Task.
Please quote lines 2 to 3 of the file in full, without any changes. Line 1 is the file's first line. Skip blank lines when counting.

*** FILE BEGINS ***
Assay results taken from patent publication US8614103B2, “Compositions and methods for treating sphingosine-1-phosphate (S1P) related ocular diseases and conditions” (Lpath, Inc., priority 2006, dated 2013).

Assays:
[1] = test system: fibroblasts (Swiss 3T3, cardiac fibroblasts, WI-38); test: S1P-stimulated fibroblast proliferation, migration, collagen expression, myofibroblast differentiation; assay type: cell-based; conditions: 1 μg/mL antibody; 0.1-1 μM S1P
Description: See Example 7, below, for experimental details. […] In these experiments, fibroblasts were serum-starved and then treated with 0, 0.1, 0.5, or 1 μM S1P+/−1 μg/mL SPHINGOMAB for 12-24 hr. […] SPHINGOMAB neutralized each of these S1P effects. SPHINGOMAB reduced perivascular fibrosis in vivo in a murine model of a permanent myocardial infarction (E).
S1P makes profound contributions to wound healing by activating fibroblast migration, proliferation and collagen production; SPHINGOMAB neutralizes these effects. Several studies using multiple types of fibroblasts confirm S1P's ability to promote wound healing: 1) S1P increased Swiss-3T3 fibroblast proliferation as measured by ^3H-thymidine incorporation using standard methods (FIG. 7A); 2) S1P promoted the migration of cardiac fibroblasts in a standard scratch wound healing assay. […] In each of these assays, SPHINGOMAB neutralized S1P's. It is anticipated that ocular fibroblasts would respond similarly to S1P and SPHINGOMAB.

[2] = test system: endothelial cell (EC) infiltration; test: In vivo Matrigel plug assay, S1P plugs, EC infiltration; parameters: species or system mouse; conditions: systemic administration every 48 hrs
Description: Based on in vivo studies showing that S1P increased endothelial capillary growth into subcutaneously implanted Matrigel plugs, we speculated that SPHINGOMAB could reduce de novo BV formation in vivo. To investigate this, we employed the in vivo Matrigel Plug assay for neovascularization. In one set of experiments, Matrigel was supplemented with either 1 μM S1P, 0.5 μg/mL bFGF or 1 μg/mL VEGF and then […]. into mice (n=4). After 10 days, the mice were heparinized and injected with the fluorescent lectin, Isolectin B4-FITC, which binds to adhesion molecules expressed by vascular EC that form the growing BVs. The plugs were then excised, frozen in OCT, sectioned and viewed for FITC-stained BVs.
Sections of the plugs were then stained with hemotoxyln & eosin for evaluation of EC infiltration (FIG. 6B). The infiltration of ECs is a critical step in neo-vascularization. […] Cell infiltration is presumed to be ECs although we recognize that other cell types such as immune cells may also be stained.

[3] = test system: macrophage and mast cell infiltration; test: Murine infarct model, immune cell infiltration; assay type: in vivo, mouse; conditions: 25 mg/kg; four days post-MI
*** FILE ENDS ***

Assays:
[1] = test system: fibroblasts (Swiss 3T3, cardiac fibroblasts, WI-38); test: S1P-stimulated fibroblast proliferation, migration, collagen expression, myofibroblast differentiation; assay type: cell-based; conditions: 1 μg/mL antibody; 0.1-1 μM S1P